Range library for C++11/14/17. This code is the basis of a formal proposal to add range support to the C++ standard library.
Why does C++ need another range library? Simply put, the existing solutions haven’t kept up with the rapid evolution of C++. Range v3 is a library for the future C++. Not only does it work well with today’s C++ – move semantics, lambdas, automatically deduced types and all – it also anticipates tomorrow’s C++ with Concepts.
Range v3 forms the basis of a proposal to add range support to the standard library (N4128: Ranges for the Standard Library). It also will be the reference implementation for an upcoming Technical Specification. These are the first steps toward turning ranges into an international standard.
Check out the (woefully incomplete) documentation here.
Other resources (mind the dates, the library probably has changed since then):
Most of the source code in this project are mine, and those are under the Boost Software License. Parts are taken from Alex Stepanov’s Elements of Programming, Howard Hinnant’s libc++, and from the SGI STL. Please see the attached LICENSE file and the CREDITS file for the licensing and acknowledgments.
The code is known to work on the following compilers:
Development Status: This code is fairly stable, well-tested, and suitable for casual use, although currently lacking documentation. No promise is made about support or long-term stability. This code will evolve without regard to backwards compatibility.
view_interfacegets a bounds-checking
chunk_viewworks on Input ranges.
contiguous_iterator_tagiterator category tag.
action::insertavoids interfering with
vector’s exponentional growth strategy.
sharedview for views that need container-like scratch space to do their work.
ranges::reference_wrapperto avoid LWG#2993.
any_view, the type-erased view wrapper.
stride_viewno longer needs an
adjacent_filter_viewsupports bidirectional iteration.
view_adaptorcleanup to remove the need for a
mutabledata member holding the adapted view.
tail_viewof an empty range is an empty range, not undefined behavior.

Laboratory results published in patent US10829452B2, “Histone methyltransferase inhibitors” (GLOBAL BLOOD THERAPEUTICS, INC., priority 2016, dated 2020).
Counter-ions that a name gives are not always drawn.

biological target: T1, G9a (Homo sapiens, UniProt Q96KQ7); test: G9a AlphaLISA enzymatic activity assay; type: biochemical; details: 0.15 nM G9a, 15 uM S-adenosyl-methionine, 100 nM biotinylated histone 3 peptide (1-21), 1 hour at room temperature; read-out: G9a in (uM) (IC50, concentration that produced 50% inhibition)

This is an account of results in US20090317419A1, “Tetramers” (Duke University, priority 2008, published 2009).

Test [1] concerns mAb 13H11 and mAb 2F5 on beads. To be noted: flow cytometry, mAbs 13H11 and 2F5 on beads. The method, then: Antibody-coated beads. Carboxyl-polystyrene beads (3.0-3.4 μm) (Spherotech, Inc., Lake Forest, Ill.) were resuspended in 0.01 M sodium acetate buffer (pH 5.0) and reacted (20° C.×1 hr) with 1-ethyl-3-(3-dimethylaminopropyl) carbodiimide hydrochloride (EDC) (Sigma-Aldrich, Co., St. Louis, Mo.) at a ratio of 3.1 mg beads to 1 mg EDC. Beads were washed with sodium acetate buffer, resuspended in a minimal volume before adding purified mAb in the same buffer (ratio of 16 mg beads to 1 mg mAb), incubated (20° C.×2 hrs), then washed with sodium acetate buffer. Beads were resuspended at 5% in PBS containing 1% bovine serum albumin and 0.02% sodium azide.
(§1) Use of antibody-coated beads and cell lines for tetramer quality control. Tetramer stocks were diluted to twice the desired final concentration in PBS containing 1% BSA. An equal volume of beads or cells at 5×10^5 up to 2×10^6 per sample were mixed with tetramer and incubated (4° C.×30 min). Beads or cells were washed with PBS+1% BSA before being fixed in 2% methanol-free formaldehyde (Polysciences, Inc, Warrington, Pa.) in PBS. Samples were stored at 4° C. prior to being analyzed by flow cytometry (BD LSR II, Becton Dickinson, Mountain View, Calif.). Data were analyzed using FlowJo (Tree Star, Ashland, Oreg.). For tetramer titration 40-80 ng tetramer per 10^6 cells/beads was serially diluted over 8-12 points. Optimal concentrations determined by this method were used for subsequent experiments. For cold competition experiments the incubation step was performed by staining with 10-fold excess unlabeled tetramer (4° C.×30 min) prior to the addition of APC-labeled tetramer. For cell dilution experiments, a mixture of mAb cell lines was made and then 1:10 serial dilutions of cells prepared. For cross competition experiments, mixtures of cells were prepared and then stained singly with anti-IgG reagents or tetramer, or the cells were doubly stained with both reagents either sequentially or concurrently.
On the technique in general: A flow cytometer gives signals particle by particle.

any_views are now much more efficicient (from @CaseyCarter)
<thread>header (from @CaseyCarter)
ranges::optionalnow behaves like
view::chunkworks on Input ranges (from @CaseyCarter)
for_each_nalgorithm (from @khlebnikov)
vectorbroken on Clang 3.8.1 since ~last Xmas (ericniebler/range-v3#632).
view::linear_distribute(from,to,n)- A view of
to, distributed evenly.
view::indices(n)- A view of the indices
view::closed_indices(n)- A view of the indices
This release deprecates
view::ints(n) as confusing to new users.
Many interfaces are simply renamed. The following table shows the old names
and the new. (All names are in the
|Old Name||New Name|
common_iteratornow requires that its two types (
Sentinel) are different. Use
common_iterator_t<I, S>to get the old behavior (i.e., if the two types are the same, it is an alias for
I; otherwise, it is
(In practice, this has very little effect but it may effect overloading in rare situations.)
ranges::is_swappablenow only takes one template parameter. The new
ranges::is_swappable_with<T, U>tests whether
ranges::is_swappable<T>is equivalent to
ranges::is_swappable_with<T &, T &>.
Viewconcept is no longer satisfied by reference types.
Writableconcept to fix #537.
I do this work because I love it and because I love C++ and want it to be as excellent as I know it can be. If you like my work and are looking for a way to say thank you, you can leave a supportive comment on my blog. Or you could leave me some kudos on my Open Hub range-v3 contribution page. Just click the Give Kudos button here.